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BY CHARLES KOMANOFF | First the Stuyvesant High School sophomore. Then the nightclub owner. And now the retired judge.
The deaths of Aileen Chen, fatally injured near her Borough Park home on June 4 by a 26-year-old woman driving a BMW; Ray Deter, struck on Canal St. by a 24-year-old man in a Jaguar on June 27 — he died several days later; and Marilyn Dershowitz, run over in Chelsea by a postal worker in a mail truck on July 2, are sending shockwaves through the city’s bicycling community.
How these fatalities will register in the larger civic consciousness remains to be seen. But for New Yorkers who imagined that Mayor Bloomberg’s livable-streets policies would make cycling fatalities as rare as 60-degree days in July, this trio of deaths should serve as a wake-up call and point to the Achilles’ heel of the mayor’s cycling initiatives: the failure of city officials to assess culpability in auto-bicycle crashes and, where warranted, to hold drivers accountable.
As I write, only the barest facts of the three crashes are available from press reports. Chen and her bike were T-boned by the BMW at the intersection of 21st Ave. and 62nd St. in Brooklyn. Deter and the Jaguar were both going east on Canal when the bike was struck. Dershowitz was hit by the postal truck as the two traveled westbound on W. 29th St. But, in each case, who was responsible?
Relatively few fatalities would be averted if all cyclists wore helmets, as Dershowitz was when she was struck, since fatal crashes with motor vehicles generally involve extensive body trauma. Recognizing this, New York’s and other states’ vehicle and traffic laws grant cyclists full right to the road and explicitly enjoin motorists against aggressive passing and otherwise infringing on cyclists’ lawful right of way. Yet Chen, Deter and Dershowitz may have died because drivers failed to respect that right or otherwise exercise due care — another legal obligation of anyone who gets behind the wheel.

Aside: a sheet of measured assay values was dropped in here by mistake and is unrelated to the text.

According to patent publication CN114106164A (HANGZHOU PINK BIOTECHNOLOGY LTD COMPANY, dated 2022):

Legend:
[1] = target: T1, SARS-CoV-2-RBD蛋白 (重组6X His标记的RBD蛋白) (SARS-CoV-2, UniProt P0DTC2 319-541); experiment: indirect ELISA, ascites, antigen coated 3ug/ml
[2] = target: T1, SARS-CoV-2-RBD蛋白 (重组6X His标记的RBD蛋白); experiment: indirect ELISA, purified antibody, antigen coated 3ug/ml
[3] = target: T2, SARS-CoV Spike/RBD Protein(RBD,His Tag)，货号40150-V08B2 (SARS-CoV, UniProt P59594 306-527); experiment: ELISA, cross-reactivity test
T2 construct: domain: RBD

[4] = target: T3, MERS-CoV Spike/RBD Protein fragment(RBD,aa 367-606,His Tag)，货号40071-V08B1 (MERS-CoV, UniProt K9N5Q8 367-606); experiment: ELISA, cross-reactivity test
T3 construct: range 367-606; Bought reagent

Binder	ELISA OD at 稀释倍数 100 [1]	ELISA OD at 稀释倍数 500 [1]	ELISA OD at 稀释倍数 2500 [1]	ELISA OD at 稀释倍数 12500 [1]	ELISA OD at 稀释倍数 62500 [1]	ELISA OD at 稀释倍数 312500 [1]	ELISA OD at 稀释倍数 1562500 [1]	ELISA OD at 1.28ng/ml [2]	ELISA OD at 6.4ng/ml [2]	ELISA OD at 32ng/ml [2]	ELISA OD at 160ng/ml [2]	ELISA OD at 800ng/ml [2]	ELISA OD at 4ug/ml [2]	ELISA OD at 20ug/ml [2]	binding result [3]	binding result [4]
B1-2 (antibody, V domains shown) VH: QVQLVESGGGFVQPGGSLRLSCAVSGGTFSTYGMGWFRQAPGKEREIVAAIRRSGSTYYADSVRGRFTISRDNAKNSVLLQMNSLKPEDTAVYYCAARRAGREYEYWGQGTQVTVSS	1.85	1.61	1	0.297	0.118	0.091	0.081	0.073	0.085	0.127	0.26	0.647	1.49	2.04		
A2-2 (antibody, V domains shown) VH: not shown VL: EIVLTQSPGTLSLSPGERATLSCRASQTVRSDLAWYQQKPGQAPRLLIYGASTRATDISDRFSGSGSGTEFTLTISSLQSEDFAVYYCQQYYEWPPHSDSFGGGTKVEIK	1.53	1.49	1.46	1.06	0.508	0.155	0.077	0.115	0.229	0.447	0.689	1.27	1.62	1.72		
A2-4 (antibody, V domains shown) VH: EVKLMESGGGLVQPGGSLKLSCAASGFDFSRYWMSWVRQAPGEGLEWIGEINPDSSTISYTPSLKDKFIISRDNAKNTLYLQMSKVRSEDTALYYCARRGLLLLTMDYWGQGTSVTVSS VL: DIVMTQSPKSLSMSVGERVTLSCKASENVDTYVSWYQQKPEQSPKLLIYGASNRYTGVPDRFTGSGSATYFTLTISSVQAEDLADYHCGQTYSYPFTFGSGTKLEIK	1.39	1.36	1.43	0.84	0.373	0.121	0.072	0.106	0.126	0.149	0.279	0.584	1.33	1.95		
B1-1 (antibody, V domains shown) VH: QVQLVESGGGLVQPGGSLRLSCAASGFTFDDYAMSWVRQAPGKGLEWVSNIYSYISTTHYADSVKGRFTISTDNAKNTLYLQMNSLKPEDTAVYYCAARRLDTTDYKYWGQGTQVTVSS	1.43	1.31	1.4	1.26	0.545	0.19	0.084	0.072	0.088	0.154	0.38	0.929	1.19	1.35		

Few city residents know that the New York Police Department maintains a special unit to analyze fatal and serious-injury crashes. In each such incident, the Accident Investigation Squad measures skid marks, damage to the bike and motor vehicle, and where the victim came to rest. From these metrics, the A.I.S. can usually infer, at least approximately, the parties’ actions, including the driver’s speed — a crucial factor because driving faster than 30 miles per hour on ordinary streets is both prohibited by law and a statistical separator between surviving a car’s impact, and not. Some of this data is also available to investigators from the onboard “black box” built into late-model cars.
As you read this column, it is likely that the A.I.S. has a pretty good fix on how all three crashes unfolded. Yet there is little chance that the squad’s findings will enter the public record. The N.Y.P.D. treats A.I.S. reports like state secrets. In 2000, when I was researching a report on 70 fatal New York City auto-cyclist crashes over the prior four-year period, my colleagues and I had to tender countless Freedom of Information Law requests merely to pry loose A.I.S. reports for 14 such incidents. Follow-up requests were denied.
A positive outcome of the Chen, Deter and Dershowitz deaths would be a law mandating that all reports be made available to the public. Many risky endeavors — from aviation and mountaineering to chemical engineering and construction — have become safer in recent decades through systematic combing of mishaps. Why shouldn’t traffic crashes, which kill hundreds of New Yorkers annually, be accorded similar treatment, and why shouldn’t New York City, a leader in public health progress, show the way?
The N.Y.P.D. will recite a litany of pseudo-legal barriers to releasing A.I.S. data, but not the likely real reasons: that painstaking reconstruction of crashes that kill bicyclists, and pedestrians, too, will reveal that in a majority of cases the cyclist or walker would still be alive if the driver had been obeying the law; and that chronic victim-blaming by the police and media will be exposed as a lie.
In a report a dozen years ago analyzing more than 900 pedestrian and cyclist fatalities in New York City, I wrote, “No matter how tragic or heinous, deaths by automobile flicker briefly across the city’s consciousness and then flutter away, leaving in their wake only grieving families and friends, and the knowledge that the grim equation on the streets remains.”
This should not be the epitaph for Aileen Chen, Ray Deter and Marilyn Dershowitz, but it will be, unless New Yorkers insist on full disclosure of the circumstances of these and other fatal collisions with cyclists and walkers and, where warranted, criminal penalties against the drivers who killed them.
Komanoff, an economist living in Lower Manhattan, was lead author of the 1999 report “Killed By Automobile.”